Similarly, what we call conservatism is fundamentally a concrete response to a specific moment in history, and it’s fundamentally the response of a certain temperament and attitude: a sort of resignation to the fact that human life is always going to be something of a mess, that things could always be worse, and that it is very easy to do more harm than good by making large and sudden changes in the name of reform. Some maddeningly literal-minded (and occasionally malicious) people insist that the word “conservative” be defined as “always and everywhere opposed to any change whatsoever.” They seem to think they’ve scored a grand rhetorical coup when they catch a conservative saying, for instance, that a Supreme Court decision should be reversed. “You want to change something! You’re not a conservative!” This is sophomoric, and really not worth arguing against. No serious conservative denies the need for a constant reform of human institutions, and the reality of continuing change in human affairs whether we want it or not.

That brings me somewhere close to my final point, which is a response to the challenge Daniel issued in that Caelum et Terra exchange, quoting my own words from a 1991 Caelum et Terra book review:

“When someone tells me he is a conservative, I want to know what it is he wishes to conserve. And I ask the question with a certain intention to harass, for I have always had trouble understanding how the beliefs which most Americans understand to be implied by the word “conservative” could reasonably merit that term.

“….what does it mean to believe oneself a conservative in a society which grows daily more attached…to practices and principles utterly irreconcilable with those one wishes to conserve?….how many of society’s assumptions may one reject before one becomes, intellectually at least, a revolutionary?”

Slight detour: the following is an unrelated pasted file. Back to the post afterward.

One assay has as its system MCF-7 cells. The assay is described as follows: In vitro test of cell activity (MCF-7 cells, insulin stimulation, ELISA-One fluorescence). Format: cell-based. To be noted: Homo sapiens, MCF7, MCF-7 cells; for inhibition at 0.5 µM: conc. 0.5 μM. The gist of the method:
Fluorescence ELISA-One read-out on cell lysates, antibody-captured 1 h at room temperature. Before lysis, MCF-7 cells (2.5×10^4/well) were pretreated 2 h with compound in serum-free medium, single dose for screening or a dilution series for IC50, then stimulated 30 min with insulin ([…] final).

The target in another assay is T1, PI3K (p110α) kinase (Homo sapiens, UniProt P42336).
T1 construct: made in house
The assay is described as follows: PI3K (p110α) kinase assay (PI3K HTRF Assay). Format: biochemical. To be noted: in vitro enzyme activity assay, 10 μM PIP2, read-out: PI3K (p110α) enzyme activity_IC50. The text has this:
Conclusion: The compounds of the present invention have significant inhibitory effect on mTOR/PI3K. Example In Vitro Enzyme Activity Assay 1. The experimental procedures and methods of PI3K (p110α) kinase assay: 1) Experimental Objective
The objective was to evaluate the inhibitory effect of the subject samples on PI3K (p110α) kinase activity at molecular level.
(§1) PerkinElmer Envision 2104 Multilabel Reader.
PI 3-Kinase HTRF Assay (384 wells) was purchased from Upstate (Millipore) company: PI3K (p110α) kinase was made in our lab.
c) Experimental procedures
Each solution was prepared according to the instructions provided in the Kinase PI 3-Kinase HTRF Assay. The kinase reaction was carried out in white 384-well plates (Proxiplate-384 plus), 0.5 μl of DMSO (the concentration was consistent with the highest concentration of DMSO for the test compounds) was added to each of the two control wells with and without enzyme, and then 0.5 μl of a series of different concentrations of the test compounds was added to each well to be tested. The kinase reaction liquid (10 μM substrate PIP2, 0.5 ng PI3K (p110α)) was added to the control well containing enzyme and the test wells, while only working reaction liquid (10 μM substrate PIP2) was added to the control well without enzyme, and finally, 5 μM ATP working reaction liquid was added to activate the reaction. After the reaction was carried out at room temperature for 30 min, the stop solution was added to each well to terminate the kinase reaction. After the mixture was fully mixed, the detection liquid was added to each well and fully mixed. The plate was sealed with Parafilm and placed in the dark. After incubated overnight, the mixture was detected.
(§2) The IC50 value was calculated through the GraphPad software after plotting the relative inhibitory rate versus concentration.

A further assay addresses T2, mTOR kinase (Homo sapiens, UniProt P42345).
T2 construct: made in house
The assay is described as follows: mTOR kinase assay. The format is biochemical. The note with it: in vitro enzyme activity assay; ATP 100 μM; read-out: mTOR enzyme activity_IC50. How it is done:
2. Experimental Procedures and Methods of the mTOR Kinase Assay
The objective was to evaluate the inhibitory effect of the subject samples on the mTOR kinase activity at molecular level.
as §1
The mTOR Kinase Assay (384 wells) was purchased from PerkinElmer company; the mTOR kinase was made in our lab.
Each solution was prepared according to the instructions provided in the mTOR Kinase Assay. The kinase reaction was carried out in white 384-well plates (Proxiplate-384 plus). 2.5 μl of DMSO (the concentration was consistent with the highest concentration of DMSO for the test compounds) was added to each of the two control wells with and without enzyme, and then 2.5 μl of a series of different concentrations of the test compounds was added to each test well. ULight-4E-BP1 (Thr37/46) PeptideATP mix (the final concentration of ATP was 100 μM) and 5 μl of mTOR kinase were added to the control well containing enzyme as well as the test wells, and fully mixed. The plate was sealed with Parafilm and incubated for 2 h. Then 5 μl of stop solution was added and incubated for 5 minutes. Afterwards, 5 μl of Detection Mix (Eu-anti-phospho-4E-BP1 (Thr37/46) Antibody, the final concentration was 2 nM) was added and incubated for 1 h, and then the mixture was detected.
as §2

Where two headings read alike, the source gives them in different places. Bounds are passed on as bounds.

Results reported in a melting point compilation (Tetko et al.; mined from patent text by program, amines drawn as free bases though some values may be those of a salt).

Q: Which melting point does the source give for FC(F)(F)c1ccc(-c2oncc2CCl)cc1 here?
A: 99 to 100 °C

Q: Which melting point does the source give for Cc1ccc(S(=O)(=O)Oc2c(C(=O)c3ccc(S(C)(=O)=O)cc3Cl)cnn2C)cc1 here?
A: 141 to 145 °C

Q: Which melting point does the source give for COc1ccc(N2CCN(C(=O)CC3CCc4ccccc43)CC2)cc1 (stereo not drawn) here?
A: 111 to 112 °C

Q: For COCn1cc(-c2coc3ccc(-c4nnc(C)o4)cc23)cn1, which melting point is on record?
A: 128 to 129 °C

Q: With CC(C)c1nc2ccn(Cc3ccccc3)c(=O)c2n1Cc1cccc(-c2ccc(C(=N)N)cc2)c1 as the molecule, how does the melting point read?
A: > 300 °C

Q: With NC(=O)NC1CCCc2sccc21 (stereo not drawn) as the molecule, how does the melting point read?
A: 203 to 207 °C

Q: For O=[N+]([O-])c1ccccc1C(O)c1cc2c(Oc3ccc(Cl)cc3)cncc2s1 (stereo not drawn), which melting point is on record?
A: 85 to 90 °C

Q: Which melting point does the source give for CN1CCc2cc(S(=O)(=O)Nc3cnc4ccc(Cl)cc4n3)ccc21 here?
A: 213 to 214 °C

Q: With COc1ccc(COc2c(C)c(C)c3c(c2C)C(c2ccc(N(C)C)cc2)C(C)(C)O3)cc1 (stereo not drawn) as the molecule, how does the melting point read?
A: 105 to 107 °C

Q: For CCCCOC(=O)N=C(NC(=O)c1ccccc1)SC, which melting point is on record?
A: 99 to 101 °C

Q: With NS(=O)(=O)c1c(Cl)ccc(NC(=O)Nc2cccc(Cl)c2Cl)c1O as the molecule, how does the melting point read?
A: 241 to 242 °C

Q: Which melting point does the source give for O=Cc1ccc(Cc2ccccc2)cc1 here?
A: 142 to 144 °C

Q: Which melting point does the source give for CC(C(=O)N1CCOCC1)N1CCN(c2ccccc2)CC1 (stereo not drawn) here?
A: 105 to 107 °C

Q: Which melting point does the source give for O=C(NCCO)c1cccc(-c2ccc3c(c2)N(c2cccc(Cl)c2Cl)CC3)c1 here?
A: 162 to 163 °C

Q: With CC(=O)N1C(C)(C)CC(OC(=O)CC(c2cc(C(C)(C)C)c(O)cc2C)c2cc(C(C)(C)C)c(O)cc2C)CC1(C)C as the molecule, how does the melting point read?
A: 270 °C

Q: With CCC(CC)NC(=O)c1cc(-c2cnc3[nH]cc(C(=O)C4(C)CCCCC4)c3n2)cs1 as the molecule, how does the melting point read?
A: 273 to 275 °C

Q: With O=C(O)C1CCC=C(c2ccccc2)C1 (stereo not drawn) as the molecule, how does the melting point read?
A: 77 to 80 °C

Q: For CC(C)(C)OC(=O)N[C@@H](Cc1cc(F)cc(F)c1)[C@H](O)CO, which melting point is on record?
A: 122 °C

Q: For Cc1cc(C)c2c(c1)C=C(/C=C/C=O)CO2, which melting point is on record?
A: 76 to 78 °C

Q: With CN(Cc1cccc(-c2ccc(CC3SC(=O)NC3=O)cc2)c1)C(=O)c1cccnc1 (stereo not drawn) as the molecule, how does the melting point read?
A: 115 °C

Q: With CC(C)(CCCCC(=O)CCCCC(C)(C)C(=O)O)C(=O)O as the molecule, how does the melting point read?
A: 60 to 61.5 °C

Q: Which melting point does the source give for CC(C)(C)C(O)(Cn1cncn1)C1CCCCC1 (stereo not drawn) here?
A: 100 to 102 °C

(The complete review is here.)

I do in fact have answers to those questions, though I didn’t care to present them then and there. When someone asks me in this context what it is that I wish to conserve, the answer is: the cultural and political traditions of America and Europe. And one is a conservative and not a revolutionary in relation to one’s society as long as one believes that there is within it still some essential foundation worth preserving. And I do believe that.

For several decades now I’ve pondered, as I was doing in that book review, the question of whether our society is really worth preserving, or whether it’s so corrupt that it can’t and shouldn’t stand. I’ve very often been tempted to answer, respectively, no and yes to those questions. But in the end I come back to the many good things that still persist in our tradition, especially in the U.S., where religion apparently flourishes more vigorously than in most of Europe. For all the very grave faults of this Euro-American culture, it still represents much which I would not wish to see lost. I’ll go further and say much that the human race cannot afford to lose. In the practical realm, a reasonably stable, reasonably free, and perhaps too prosperous society is not something to be cast away lightly. The culture of the West is still far from dead, though it may be dying. And it’s one of the essential insights of conservatism that it is much, much easier to destroy than to build. If you help your enemies destroy the last of what others have built and you have inherited, you will most likely find yourself living not with what you wanted, but what those enemies wanted.

And I think the Western tradition has a real, conscious, dedicated enemy in what I might call secular progressivism. Assuming that both conservatives and progressives have similar views of how things ought to be, the quarrel between them ought to be, and often is, only one of means, not ends, and a question of emphasis. But the quarrel between conservatism and secular progressivism is now also one of ends. What I mean by secular progressivism is not the push for a certain sort of government-heavy solution to specific practical problems like health care. I mean the deep cultural revolution of which the beginning is conveniently marked by the French Revolution, the revolution of materialism which seeks to deny God, deny the existence of the soul, and make the whole being of man subservient to, on the one hand, his own appetites, and, on the other, the state, which promises to help him satisfy his appetites at the cost of his soul.